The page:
Sea urchin fertilization & development

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Purple urchin2In second year Biology we are currently studying reproduction and although our focus is human reproduction, sea urchins are a wonderful model to study. Pearson College divers collected about 40 purple sea urchins (Strongylocentrotus purpuratus) and brought them back to the floating lab. In Biology class we injected them with potassium chloride which causes them to release their eggs or sperm.

Urchin sperm

I have done this lab many times and in many locations and I am very pleased to say that this time was my most successful! The first urchin I injected released many healthy eggs. This is where my luck usually changes because without sperm, eggs are useless. I asked students to choose a male urchin (there is no way to tell by looking at them, so it takes some luck). Bader chose one and very soon after being injected streams of sperm came out of the gonopores!!

Urchin sperm2

Students then took a sample of eggs to look at under the microscope then added sperm in order to watch fertilization.

2h Two cells D

Photo above at 2 hours post-fertilization. All of the eggs are fertilized and a few are at the two-cell stage.5h two four eight D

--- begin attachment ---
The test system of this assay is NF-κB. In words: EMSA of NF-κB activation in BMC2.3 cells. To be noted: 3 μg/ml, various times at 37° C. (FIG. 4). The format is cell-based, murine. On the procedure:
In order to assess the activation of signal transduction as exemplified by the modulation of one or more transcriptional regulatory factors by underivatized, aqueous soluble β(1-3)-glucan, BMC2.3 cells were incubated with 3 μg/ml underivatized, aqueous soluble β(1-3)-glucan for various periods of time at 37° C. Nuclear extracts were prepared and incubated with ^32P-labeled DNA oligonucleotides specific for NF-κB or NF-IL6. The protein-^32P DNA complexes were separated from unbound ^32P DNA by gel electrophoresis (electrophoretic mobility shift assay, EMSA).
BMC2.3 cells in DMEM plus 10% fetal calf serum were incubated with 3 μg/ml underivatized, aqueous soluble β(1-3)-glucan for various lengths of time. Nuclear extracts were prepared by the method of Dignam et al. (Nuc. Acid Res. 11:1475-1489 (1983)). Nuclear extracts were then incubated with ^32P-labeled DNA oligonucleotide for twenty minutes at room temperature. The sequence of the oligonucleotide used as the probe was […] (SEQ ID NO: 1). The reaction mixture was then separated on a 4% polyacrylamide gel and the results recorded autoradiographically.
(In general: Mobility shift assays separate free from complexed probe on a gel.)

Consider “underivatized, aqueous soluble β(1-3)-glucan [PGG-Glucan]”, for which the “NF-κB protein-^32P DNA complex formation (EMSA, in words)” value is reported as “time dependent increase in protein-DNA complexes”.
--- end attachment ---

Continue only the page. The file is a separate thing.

At 5 hours post-fertilization, there are some two-cell stage embryos but most are at the four-cell stage.

10h blastulae C

At 10 hours, we had blastulae with big cells, still in their fertilization membranes.

21h blastulae D

At 21 hours, blastulae with smaller cells, still in their fertilization membranes.

26h spinning blastula A

At 26 hours, some of the blastulae hatched out of their membranes and started spinning.

6 days A7 days B 7 days CAt 6 and 7 days post-fertilization, we had pluteus larvae!

All of the urchin larvae have now been released into Pedder Bay with warm wishes for a long kelp-ful life!

See https://www.flickr.com/photos/130038530@N07/sets/72157651009889142/ for more photos.

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